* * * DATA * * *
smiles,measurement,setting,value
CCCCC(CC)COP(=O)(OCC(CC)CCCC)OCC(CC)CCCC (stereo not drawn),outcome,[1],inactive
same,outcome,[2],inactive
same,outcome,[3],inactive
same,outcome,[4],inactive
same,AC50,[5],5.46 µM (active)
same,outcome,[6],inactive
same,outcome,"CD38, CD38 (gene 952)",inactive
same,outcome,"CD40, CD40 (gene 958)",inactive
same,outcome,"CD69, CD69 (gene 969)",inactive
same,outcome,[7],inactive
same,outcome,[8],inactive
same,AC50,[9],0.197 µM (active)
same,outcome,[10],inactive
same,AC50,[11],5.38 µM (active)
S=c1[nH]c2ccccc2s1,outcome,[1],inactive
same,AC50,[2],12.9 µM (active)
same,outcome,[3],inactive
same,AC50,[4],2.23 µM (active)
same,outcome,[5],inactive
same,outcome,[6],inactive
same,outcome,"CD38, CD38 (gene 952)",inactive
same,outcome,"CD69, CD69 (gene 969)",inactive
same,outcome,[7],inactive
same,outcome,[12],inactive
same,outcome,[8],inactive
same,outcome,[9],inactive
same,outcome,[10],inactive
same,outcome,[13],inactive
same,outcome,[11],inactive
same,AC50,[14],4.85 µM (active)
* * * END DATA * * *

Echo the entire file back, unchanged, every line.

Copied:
smiles,measurement,setting,value
CCCCC(CC)COP(=O)(OCC(CC)CCCC)OCC(CC)CCCC (stereo not drawn),outcome,[1],inactive
same,outcome,[2],inactive
same,outcome,[3],inactive
same,outcome,[4],inactive
same,AC50,[5],5.46 µM (active)
same,outcome,[6],inactive
same,outcome,"CD38, CD38 (gene 952)",inactive
same,outcome,"CD40, CD40 (gene 958)",inactive
same,outcome,"CD69, CD69 (gene 969)",inactive
same,outcome,[7],inactive
same,outcome,[8],inactive
same,AC50,[9],0.197 µM (active)
same,outcome,[10],inactive
same,AC50,[11],5.38 µM (active)
S=c1[nH]c2ccccc2s1,outcome,[1],inactive
same,AC50,[2],12.9 µM (active)
same,outcome,[3],inactive
same,AC50,[4],2.23 µM (active)
same,outcome,[5],inactive
same,outcome,[6],inactive
same,outcome,"CD38, CD38 (gene 952)",inactive
same,outcome,"CD69, CD69 (gene 969)",inactive
same,outcome,[7],inactive
same,outcome,[12],inactive
same,outcome,[8],inactive
same,outcome,[9],inactive
same,outcome,[10],inactive
same,outcome,[13],inactive
same,outcome,[11],inactive
same,AC50,[14],4.85 µM (active)